Ikusi says all its remote controls are designed to operate under strict European standards and its products are certified according to EN13489-1 as Category 3 and PL (Performance Level) Category D.
Another company that underlines the importance of standards is US tech company Magnetek. It manufactures digital power and motion control systems for material handling, elevator, mobile hydraulic and mining applications. Magnetek says that as radio remote controls become more popular, more standards are being released to ensure the safety of the sector. The company points out that all its new radio remote control products follow the functional safety requirements of ISO EN 13849-1 and are ‘performance level d’ rated, according to this standard.
Magnetek’s newest release is its line of Flex handheld transmitters designed to operate in hazardous environments. These transmitters are approved for ATEX and IECEx Zone 2 operation, which allows for the use of radio remote control in hazardous environments such as found in the oil and gas, drilling, and petrochemical processing and refining industries. These units can also be put into explosion-proof enclosures that meet NEMA 7 or NEMA 9 standards for added safety, Magnetek adds.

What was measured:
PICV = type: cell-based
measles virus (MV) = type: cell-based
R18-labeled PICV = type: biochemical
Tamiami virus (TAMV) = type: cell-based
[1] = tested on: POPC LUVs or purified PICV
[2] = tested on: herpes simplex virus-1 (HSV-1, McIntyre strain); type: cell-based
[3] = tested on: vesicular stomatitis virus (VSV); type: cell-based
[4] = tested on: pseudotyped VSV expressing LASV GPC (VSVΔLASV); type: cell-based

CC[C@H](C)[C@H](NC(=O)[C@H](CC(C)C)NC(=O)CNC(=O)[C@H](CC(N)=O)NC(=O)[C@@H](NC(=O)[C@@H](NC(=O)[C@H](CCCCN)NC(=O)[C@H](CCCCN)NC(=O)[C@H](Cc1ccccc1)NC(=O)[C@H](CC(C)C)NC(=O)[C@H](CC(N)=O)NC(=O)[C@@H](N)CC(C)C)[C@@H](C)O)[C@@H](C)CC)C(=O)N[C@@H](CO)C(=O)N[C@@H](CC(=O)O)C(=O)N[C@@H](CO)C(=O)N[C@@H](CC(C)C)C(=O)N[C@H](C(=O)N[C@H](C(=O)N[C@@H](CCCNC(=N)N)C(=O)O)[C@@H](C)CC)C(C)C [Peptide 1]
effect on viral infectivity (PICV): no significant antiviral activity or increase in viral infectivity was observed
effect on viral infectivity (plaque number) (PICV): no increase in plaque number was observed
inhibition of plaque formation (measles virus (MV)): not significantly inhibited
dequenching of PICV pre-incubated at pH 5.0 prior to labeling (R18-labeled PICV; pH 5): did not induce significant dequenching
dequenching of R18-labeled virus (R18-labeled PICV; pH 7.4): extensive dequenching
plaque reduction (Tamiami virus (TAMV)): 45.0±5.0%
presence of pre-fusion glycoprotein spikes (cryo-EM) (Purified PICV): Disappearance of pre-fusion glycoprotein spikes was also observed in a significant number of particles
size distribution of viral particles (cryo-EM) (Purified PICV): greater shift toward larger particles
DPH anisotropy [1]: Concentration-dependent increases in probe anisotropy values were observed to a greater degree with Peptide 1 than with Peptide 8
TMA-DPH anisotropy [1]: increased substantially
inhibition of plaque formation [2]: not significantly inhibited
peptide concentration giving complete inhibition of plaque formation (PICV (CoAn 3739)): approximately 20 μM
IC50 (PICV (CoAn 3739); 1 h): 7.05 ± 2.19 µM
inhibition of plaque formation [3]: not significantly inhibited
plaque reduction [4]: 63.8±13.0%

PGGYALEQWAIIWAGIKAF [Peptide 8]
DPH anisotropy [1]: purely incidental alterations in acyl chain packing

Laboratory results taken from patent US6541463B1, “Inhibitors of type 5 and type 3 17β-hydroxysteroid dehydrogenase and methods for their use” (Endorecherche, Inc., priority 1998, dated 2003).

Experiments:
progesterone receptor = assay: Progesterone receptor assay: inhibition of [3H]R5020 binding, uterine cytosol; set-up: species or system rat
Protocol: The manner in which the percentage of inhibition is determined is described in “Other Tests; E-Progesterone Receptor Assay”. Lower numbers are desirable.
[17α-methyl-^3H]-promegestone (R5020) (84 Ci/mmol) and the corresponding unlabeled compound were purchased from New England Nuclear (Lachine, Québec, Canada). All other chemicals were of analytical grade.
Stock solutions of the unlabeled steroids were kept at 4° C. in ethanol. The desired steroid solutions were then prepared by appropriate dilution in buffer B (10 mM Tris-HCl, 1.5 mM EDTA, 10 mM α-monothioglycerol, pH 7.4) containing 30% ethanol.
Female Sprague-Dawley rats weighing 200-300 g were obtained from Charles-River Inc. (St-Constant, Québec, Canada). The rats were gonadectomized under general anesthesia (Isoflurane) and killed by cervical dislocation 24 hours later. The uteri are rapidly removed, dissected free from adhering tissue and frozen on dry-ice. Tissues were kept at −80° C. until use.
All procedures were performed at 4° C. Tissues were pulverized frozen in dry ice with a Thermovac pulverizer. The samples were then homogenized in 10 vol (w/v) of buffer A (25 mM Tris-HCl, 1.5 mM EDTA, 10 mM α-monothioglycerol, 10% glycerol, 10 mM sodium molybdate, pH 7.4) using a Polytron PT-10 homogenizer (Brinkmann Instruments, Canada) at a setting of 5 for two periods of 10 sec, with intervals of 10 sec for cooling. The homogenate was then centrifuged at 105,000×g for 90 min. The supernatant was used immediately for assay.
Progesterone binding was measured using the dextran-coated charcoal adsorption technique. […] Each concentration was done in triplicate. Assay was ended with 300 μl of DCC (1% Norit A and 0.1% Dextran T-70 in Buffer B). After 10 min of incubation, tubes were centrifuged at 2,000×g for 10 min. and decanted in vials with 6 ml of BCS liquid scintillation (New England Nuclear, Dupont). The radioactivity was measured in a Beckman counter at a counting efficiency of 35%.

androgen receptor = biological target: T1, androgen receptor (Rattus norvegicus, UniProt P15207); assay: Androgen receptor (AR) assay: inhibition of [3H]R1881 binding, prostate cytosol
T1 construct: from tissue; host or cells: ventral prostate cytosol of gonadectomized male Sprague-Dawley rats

Magnetek’s updated EX2 remote control has drop detection, remote pairing of a transmitter and receiver, and frequency agility technology
Magnetek hasn’t neglected the existing market for crane remotes, either, releasing an updated version of the Flex EX2 radio remote control for overhead crane and hoist applications. New features include drop detection, remote pairing of a transmitter and receiver, and frequency agility technology. According to Magnetek, this means the channel receiving control data is constantly checked for interference. If interference is detected, then the receiver tells the transmitter to hop to an alternate, pre-determined channel. Channel switching is completed without interrupting command data from the transmitter to the receiver.